To further explain, the guy with the best boat in the neighborhood was our plumber.


Yeah, but be prepared to deal with four years of the worst kind of grueling manual labor and a lot of redneck machismo before you get that license.

/or be the only college boy in the field and land an office job inside a year; either way, it involves digging ditches around rednecks before you get anywhere in the field
 
2014-01-17 10:04:17 AM  

machoprogrammer: I wish I could do what I love and get paid. Unfortunately, not many people will pay me to go fishing and drink beer


Truer words have never been spoken. Along with those two great things, I happen to also love poetry (can the jokes I've heard them all). So when I got the opportunity to get a Master's in writing I took it.

"That's a meaningless degree," they said.

"How can you make a living as a poet?" they said.

I spent two years writing, reading, and publishing poems. Now I work at a university teaching writing. I don't teach poetry--possibly one day--but I do spent 6-8 hours a day talking about writing and how to do it and interpret it. I can leave work everyday with a clip in in my step knowing I helped a few people who love the written word, bored a few as well, and possibly made the middle margin think.

This is not technically a response to your comment, but fishing and beer are both awesome, so cheers.
 
2014-01-17 10:04:33 AM  

Duke Phillips' Singing Bears: wildcardjack: bubo_sibiricus: mayIFark: I should have been a plumber instead?

Plumbers can't be outsourced to India.

"It is hot here, like a cow on fire."

To further explain, the guy with the best boat in the neighborhood was our plumber.

"Turning the screw is free. Knowing which one to turn costs $500."

I had a plumber over to help me with a busted fixture the other day. The screw in the handle was stripped, and I was working on it with a crowbar when I decided I should stop and consult a pro. $150 later he breaks the stem in half to remove the fixture.
Basically, I paid to learn it's okay to do that. That's how it go.


My question for you is: Did he conclude the fixture was farked? Sometimes it's easier to replace an old, low end kitchen faucet that to replace the cartridge.
 
2014-01-17 10:05:31 AM  
Man you guys are a bunch of cynical people.  My two best friends are "blue collar" worker types.  My first is a carpenter who builds houses all day and the other is a plumber.  Both of them love their jobs.  The carpenter loves it because he gets to work outside for the most part, is on his feet and gets to actually build things.  He loves the physical labor.  The plumber likes his job...well I dunno why but he does.  Both make a decent living and are generally pretty happy people.  They both tell me if they had to work in an office environment like I do all day, sitting in front of a desk (I'm in IT), they'd go insane.  Me?  I think I'd hate doing either of their jobs all day everyday (although I do like fixing up my own house).  Point is, all three of us have careers that we enjoy and don't mind going to work everyday.  Would we rather sit back and play video games and drink beer all day?  Of course!  But, since we have to work, we all chose fields we were interested in.  That's all it means....  What irritates me about this article and the author is the notion that if you're a laborer or a blue collar worker, you can't possible be doing what you love and you're forced into it because of necessity.  Talk about elitist...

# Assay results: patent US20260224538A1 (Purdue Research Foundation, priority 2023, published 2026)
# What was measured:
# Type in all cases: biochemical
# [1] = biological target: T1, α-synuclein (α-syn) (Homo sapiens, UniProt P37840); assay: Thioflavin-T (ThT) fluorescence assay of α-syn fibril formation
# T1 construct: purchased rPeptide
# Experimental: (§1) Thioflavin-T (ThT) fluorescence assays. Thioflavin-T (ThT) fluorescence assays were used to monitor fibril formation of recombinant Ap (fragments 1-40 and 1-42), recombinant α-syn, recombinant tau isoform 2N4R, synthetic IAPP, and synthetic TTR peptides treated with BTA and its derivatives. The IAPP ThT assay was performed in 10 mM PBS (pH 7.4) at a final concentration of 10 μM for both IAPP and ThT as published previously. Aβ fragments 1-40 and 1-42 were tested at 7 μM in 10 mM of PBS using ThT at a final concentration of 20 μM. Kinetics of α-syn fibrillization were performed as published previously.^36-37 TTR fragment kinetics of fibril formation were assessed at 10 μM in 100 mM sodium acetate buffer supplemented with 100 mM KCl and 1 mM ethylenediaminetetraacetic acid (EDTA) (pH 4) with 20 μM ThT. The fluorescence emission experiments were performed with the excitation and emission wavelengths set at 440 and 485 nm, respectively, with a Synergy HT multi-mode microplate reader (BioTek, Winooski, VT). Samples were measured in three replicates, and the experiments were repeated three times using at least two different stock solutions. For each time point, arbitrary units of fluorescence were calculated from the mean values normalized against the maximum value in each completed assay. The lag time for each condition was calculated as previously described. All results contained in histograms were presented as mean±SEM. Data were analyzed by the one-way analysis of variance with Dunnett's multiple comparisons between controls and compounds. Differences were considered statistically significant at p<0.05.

2014-01-17 10:06:13 AM  

corn-bread: Like what you do for 40+ hours a week" is not an unreasonable goal.


How DARE you imply hotel cleaners are soulless automatons!

Seriously though, the author clearly suffers from the ol' post-college malaise. I've seen it before in people who do very arty subjects, enjoy the hell out of them, graduate and then realize they aren't talented enough to work in the field they love. She's apparently decided to deal with it by pissing on everyone who does do what they love. I think there's an aesop about it - the fox and the sour grapes it pisses all over.
 
2014-01-17 10:06:21 AM  
Isn't the saying "Do what you love and you'll never work a day in your life?"

I think people are reading too much into it. If you take it at face value, it's telling you that if you do what you love, you won't be able to find work.


I'm an adherent to the much more sage and clearly spoken advice of "Find a job that pays you well enough to do what you really want to do in your time off." That one has yet to lead me astray.